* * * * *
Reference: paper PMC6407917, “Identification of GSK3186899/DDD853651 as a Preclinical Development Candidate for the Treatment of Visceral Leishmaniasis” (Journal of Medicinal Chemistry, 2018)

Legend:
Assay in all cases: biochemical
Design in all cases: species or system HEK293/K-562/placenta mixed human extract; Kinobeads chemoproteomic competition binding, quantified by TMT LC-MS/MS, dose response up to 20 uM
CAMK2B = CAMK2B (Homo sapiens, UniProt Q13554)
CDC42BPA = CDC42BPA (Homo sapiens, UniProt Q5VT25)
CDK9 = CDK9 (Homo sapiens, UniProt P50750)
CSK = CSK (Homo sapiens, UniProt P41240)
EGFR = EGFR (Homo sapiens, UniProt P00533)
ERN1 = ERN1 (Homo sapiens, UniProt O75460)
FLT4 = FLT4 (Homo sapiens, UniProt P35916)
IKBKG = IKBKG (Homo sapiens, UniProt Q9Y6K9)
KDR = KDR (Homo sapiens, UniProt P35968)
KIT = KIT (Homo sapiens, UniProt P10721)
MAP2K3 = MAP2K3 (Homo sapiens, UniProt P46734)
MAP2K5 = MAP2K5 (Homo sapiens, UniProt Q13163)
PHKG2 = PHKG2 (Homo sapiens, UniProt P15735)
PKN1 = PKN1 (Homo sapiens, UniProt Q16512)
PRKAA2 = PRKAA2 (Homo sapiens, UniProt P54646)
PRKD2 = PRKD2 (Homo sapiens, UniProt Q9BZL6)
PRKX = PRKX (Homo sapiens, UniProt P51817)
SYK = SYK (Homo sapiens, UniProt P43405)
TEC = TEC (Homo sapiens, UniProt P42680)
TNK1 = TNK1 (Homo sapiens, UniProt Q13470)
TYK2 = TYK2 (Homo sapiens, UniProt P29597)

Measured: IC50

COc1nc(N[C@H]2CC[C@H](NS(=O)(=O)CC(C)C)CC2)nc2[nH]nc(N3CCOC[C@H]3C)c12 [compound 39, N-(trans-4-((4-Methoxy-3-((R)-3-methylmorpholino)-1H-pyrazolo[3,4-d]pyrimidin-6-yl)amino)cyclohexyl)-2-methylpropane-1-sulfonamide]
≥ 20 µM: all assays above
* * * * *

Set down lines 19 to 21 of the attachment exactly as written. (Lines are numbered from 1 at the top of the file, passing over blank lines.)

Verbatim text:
PRKAA2 = PRKAA2 (Homo sapiens, UniProt P54646)
PRKD2 = PRKD2 (Homo sapiens, UniProt Q9BZL6)
PRKX = PRKX (Homo sapiens, UniProt P51817)